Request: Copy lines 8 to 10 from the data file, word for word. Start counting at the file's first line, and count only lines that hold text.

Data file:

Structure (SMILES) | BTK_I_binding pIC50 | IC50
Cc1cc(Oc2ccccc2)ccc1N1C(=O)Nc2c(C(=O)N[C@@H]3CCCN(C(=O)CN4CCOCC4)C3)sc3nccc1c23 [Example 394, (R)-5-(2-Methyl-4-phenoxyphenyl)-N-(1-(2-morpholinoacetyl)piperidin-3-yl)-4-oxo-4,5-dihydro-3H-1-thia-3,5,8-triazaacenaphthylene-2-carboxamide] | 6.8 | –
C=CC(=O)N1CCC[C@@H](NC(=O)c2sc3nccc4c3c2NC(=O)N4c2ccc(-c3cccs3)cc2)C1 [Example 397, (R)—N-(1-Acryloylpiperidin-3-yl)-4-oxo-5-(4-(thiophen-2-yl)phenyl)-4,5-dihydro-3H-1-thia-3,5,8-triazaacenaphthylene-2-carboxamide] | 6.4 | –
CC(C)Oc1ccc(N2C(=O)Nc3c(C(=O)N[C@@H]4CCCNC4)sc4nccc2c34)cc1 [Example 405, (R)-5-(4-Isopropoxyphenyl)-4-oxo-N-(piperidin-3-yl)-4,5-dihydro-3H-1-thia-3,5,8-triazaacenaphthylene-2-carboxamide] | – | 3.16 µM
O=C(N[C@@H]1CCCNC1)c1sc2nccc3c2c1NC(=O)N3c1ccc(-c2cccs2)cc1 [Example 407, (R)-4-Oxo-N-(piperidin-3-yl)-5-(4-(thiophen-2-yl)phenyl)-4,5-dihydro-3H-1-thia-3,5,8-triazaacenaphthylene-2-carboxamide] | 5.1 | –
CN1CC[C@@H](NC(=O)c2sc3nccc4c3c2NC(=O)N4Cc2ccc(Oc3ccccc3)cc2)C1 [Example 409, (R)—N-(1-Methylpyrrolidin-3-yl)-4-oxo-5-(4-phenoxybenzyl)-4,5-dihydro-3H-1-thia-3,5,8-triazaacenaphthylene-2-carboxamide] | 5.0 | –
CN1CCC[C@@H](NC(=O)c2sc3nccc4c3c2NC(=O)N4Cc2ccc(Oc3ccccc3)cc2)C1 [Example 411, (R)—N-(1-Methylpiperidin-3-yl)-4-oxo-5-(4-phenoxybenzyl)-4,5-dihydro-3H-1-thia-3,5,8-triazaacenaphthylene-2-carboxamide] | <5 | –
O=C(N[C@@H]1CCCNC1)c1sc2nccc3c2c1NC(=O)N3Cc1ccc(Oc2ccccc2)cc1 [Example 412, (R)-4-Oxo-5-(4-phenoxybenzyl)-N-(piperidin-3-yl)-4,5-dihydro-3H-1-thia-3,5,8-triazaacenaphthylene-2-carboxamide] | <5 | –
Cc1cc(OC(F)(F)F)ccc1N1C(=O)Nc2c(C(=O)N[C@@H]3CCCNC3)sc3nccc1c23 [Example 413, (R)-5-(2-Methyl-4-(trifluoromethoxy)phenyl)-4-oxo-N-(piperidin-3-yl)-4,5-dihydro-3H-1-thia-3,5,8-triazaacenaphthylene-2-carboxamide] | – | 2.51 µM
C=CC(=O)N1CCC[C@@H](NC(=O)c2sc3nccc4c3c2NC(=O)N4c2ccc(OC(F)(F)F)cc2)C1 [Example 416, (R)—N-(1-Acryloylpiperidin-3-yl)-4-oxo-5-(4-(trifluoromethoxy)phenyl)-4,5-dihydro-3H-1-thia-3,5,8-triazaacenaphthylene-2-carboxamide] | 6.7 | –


O=C(N[C@@H]1CCCNC1)c1sc2nccc3c2c1NC(=O)N3Cc1ccc(Oc2ccccc2)cc1 [Example 412, (R)-4-Oxo-5-(4-phenoxybenzyl)-N-(piperidin-3-yl)-4,5-dihydro-3H-1-thia-3,5,8-triazaacenaphthylene-2-carboxamide] | <5 | –
Cc1cc(OC(F)(F)F)ccc1N1C(=O)Nc2c(C(=O)N[C@@H]3CCCNC3)sc3nccc1c23 [Example 413, (R)-5-(2-Methyl-4-(trifluoromethoxy)phenyl)-4-oxo-N-(piperidin-3-yl)-4,5-dihydro-3H-1-thia-3,5,8-triazaacenaphthylene-2-carboxamide] | – | 2.51 µM
C=CC(=O)N1CCC[C@@H](NC(=O)c2sc3nccc4c3c2NC(=O)N4c2ccc(OC(F)(F)F)cc2)C1 [Example 416, (R)—N-(1-Acryloylpiperidin-3-yl)-4-oxo-5-(4-(trifluoromethoxy)phenyl)-4,5-dihydro-3H-1-thia-3,5,8-triazaacenaphthylene-2-carboxamide] | 6.7 | –